Tasmania’s best-kept secret, The Tarkine, is often described as one of the world’s greatest archeological sites; there are ancient Aboriginal artifacts and engravings still scattered throughout the area.

Broadsheet sent Brisbane travel photographer, Melissa Findley to uncover the depths of The Tarkine and the west-coast wilderness. With no phone reception, it was a chance to really connect with and be immersed in the surroundings.

“I spent a lot of time alone,” says Findley. “Walking through the rainforest, along the beach and under the stars at night.” When Findley did finally see others she quickly realised that Tasmania has a certain effect on people. She learned the life story of an American traveller while watching the sunset, and witnessed the sheer joy of a Swiss skinny-dipper in a nearby swimming hole.

“It’s part of the Tasmanian charm,” she says, describing a mutual respect for everything around you, the history and the beauty that remains.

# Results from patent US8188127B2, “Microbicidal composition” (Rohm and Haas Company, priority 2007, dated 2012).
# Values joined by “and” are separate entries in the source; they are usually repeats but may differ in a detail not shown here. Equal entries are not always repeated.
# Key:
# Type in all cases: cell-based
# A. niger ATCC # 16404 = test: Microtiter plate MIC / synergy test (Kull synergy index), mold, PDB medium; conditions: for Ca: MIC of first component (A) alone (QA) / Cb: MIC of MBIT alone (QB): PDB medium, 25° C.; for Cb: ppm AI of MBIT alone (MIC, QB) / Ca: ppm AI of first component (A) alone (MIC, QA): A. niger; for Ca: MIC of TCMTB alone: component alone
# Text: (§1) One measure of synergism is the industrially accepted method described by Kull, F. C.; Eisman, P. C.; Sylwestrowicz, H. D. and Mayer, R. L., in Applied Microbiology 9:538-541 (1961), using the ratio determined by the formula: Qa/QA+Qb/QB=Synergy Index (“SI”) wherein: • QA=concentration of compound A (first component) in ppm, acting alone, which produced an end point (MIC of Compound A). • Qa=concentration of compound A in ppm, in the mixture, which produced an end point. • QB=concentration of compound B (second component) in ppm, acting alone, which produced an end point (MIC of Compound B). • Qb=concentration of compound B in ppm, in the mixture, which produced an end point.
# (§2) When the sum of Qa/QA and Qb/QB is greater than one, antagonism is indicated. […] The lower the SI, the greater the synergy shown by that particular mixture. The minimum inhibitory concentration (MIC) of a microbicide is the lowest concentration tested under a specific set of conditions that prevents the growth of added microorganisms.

Settled by Europeans in 1881, Corinna is one of the few remote mining towns to survive the greedy settlement and hasty exodus of the 1800s gold rush.

Gracing the edge of the Pieman River, surrounded by ancient rainforests, Corinna is the perfect jumping-off point for some of Tasmania’s most famous treks, including the Overland Track. It was on one of these trekking adventures that Findley experienced her most memorable moment of the trip. “Watching the sunset out to sea from the top of Mount Donaldson.”

She waited for the sun to sink down before bravely starting the trek back, guided only by the moon and the faintest hint of the Southern Lights.

For Findley, it was this isolation that made her feel at home in Tasmania’s wild. “It’s exciting and adventurous and I completely fell in love with it. I already want to explore more.”